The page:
When a material is being stretched, it usually becomes thinner in the axis perpendicular to the direction of the pulling force. However, contrary to common materials, when pulled, auxetic materials expand in all directions, or when compressed they shrink in all directions.
Heat-Active Auxetic Materials, developed at MIT’s Self-Assembly Lab, are materials that exhibit auxetic behavior when exposed to heat. Compared to traditional auxetic materials, heat-active auxetic materials demonstrate autonomous performance, environmental response, easy customization, and greater possibilities for the design and fabrication of material properties.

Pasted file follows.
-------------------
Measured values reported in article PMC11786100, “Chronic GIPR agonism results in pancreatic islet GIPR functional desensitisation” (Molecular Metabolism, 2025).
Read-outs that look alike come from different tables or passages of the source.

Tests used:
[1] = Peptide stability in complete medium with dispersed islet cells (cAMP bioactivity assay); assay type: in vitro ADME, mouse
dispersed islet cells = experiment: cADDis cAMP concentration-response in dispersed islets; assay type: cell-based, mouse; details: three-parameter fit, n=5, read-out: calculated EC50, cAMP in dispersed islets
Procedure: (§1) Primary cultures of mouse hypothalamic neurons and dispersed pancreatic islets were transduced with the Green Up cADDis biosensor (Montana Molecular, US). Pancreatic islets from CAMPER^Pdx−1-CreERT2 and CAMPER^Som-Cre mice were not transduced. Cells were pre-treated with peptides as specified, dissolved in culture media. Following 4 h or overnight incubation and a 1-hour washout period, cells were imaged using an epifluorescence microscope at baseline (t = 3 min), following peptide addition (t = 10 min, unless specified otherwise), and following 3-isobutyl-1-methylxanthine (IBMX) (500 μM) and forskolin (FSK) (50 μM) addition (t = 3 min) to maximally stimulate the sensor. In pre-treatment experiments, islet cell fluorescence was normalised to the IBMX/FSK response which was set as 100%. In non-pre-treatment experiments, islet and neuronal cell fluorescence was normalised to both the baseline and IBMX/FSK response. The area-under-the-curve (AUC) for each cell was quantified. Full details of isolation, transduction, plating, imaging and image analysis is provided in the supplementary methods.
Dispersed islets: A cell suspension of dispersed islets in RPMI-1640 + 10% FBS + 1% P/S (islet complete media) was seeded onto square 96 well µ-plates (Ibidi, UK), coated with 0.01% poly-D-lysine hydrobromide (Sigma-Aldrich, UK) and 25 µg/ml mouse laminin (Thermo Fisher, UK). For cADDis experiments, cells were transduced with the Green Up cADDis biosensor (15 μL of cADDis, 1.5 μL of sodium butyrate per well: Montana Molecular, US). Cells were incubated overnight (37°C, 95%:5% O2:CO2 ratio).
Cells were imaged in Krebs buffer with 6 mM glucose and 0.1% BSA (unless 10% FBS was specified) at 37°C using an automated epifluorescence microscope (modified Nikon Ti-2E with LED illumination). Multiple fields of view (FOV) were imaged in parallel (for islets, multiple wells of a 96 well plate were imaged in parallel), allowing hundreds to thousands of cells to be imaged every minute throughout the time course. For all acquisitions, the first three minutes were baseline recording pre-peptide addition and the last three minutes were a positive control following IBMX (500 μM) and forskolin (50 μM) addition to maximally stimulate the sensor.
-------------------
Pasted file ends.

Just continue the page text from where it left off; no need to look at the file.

Auxetic materials paint a picture for the future of customizable foams, crash protection, packaging materials, clothing or various other applications that relay on material stretch and compression. Imagine if these materials could be designed to transform autonomously based on temperature, moisture or light with unique stretch or compression properties that are unheard of in today's traditional materials.